A Personal Salute To Spad

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Last spring, Richard McSpadden talked me off a ledge of sorts. Now, following his death in a crash on Sunday, I wonder if I’m not back out on it. I had called him to discuss some analytical work I was doing on comparing outcomes in emergency landings, but the conversation soon drifted to what I was increasingly seeing as the pointlessness of this kind of work, made more so by the YouTube troll armies that have come to dominate this discussion. As only he could do, Richard said tap the brakes a minute and let’s talk about this.

I met Richard shortly after he took over at AOPA’s Air Safety Institute in 2017, but got to know him better when we both contributed to audio recordings at Pilot Workshops. Knowing someone via phone calls and emails is one thing; meeting them in person at length adds a richness so utterly missing in a modern world animated by texts and Facebook posts. If you had nothing to do with aviation and zero interest in it, you’d be easily drawn into conversation with Richard because he had that quality all good leaders do: engagement driven by curiosity and a genuine interest in what those around him thought, did and said. He would ask of you more than he would volunteer of himself and you might never know of his impressive achievements in aviation and otherwise. Even on our AVweb staff, Richard’s name didn’t rise to household familiarity.

Not that he would have cared. In my dealings with him over several years, he was happy to let the work speak for itself and as a well-funded, independent safety entity, ASI has provided base level tracking on general aviation safety and accident trends that the NTSB and FAA don’t bother with. At times, I thought it could do better and Richard entertained those ideas, because while he asked questions, he also listened to the answers.

Having matured in the competitive world of Air Force tactical aircraft flying, Richard could summon a fighter pilot ego if required, but rarely did in my experience. His style is best described as confident self-effacement, if I can coin such a term. Here’s an example. That’s what made him perfect for the ASI leadership role because in the rarified strata where fatal accident rates devolve to the single digit, the physics of flight matter less than the psychological, as we try to understand why pilots make mistakes we know they shouldn’t make. A black and white thinker won’t bring much to that task and Richard surely saw nuance many others would miss. Academically, Richard was trained in information technology, but I wonder if he missed his calling in not becoming a pilot/psychologist.

In my conversation with him about the futility of accident reporting, we agreed that people die in airplanes for the same reasons they always have, but also for random turns of events they might never have imagined possible. Inexplicably, experience—and Richard had plenty—so often turns out not to be the universal winning hand we suppose it to be. He tried to dissuade me from my view that in some cases, no amount of experience or preparation could forestall such things. When your number is up, it’s up. I’m not sure where I stand on that now. In the wake of such an incredibly shocking accident, an even keel eludes. But curiously, I find myself incurious about the details of his accident. I’m already seeing speculation and discussion on social media and I’m just not interested in the details and may never be. I scroll right by and really think some people should restrain themselves in the belief that knowing more sooner is a birthright in this industry and somehow removes the piercing edge from a death no one saw coming. It certainly doesn’t for me, maybe because of fondness, respect and familiarity with the victim. I suspect Richard would agree because he launched his own excellent early accident analysis videos as an antidote to the flood of speculation the erupts after every accident because, as we all know, that drives the clicks.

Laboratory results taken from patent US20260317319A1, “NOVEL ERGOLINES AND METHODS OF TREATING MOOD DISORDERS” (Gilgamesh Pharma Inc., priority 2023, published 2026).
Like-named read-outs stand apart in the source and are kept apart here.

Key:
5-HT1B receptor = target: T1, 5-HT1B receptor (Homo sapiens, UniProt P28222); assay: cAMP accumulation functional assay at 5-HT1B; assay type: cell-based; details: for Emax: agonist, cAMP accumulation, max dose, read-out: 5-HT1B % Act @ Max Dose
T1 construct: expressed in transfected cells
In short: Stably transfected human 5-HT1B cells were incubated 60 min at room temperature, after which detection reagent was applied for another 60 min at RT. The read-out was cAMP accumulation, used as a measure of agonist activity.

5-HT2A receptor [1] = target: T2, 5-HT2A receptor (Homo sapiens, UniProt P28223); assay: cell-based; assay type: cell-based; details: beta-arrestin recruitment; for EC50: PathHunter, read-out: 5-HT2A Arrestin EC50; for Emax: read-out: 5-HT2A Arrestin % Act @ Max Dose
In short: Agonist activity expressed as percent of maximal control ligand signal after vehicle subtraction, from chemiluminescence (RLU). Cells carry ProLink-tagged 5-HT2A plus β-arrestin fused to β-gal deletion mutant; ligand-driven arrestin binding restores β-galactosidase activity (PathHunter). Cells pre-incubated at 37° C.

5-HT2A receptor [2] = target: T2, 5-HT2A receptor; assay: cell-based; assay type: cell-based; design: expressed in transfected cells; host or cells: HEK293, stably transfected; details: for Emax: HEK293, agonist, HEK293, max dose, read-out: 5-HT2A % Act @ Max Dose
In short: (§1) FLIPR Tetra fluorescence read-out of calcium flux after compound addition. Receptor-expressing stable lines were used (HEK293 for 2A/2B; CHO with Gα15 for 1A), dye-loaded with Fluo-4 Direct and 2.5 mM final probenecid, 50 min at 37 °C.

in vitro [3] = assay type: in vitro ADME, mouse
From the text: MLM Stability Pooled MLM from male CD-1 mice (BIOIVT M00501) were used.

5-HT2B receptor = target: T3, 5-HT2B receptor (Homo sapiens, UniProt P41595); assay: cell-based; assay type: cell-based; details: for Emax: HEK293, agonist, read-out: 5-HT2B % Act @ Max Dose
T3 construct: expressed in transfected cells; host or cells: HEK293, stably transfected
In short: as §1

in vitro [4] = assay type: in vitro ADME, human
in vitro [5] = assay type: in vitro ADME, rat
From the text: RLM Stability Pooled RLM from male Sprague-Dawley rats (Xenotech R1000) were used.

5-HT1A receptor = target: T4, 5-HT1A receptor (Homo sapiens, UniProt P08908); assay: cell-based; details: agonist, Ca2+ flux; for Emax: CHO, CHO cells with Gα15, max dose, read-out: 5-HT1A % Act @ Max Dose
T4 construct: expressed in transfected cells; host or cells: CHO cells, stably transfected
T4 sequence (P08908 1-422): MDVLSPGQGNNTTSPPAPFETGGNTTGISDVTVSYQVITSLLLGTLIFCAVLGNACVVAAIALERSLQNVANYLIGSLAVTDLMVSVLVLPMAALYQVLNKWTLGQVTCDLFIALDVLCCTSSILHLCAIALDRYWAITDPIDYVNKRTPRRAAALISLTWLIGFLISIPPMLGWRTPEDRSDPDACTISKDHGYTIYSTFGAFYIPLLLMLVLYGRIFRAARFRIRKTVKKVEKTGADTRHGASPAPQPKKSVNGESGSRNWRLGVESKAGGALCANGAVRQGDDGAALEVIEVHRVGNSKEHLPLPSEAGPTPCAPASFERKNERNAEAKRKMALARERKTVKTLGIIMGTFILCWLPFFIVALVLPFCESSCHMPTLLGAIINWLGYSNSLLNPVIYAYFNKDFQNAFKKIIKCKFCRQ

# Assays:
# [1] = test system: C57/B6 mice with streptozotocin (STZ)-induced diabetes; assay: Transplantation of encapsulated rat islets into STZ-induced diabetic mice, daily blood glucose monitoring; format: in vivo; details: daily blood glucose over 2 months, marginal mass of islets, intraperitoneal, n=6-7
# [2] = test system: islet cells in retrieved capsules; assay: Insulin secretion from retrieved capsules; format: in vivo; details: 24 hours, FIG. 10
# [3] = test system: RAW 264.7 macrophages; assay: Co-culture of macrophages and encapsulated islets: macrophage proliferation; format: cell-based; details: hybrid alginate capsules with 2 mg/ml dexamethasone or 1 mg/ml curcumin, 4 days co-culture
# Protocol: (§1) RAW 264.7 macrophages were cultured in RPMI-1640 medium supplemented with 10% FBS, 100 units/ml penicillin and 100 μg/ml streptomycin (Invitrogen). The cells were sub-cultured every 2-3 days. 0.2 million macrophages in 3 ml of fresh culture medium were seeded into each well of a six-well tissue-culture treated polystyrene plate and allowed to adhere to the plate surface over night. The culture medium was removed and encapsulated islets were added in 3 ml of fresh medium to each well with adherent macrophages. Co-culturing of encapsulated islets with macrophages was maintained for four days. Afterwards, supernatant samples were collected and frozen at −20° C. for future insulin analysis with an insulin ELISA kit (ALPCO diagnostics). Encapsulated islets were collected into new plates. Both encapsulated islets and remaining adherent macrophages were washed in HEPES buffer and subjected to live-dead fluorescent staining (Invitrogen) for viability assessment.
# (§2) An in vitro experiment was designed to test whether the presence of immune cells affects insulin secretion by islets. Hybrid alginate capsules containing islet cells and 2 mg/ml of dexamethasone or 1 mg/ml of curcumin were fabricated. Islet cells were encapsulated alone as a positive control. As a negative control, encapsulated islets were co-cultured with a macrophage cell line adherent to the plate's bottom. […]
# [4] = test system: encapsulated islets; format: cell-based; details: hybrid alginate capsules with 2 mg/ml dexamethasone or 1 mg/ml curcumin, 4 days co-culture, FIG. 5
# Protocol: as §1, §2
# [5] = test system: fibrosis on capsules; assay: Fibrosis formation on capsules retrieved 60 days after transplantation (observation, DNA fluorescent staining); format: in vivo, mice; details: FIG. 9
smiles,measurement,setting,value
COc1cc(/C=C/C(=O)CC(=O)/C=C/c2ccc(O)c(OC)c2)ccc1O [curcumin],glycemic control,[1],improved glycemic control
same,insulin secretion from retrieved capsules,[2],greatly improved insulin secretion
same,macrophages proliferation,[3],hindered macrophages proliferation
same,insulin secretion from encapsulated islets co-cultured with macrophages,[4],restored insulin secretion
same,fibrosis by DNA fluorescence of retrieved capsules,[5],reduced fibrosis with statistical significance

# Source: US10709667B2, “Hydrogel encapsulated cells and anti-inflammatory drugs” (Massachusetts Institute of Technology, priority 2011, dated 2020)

My overwhelming focus, such that it’s possible to focus after such a tragedy, is the sheer depth of the loss. And by that I don’t mean the work of ASI won’t go on nor will the rest of the GA safety community grind to paralysis. It’s just that Richard touched so many people in that world, caused them to make connections and offered a steady hand in the face of what can be very discouraging developments, especially now. I don’t think he ever got discouraged, probably because of an innate talent for dispassionate, analytical thinking and a realization that an effective safety culture in GA will unavoidably be a slow grind; one step ahead, two back. That’s what leadership is and that’s what Richard McSpadden brought. It was a privilege to know him. Maybe his equal is out there somewhere and if so, Richard left a worthy legacy to build on.

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41 COMMENTS

  1. Touching, Paul. I never knew him, but how you describe him seems to match his public persona. I always loved how he interviewed the pilots who flew out of danger and was so empathetic and non-judgemental in the hopes we would all learn the lessons. He will sorely be missed.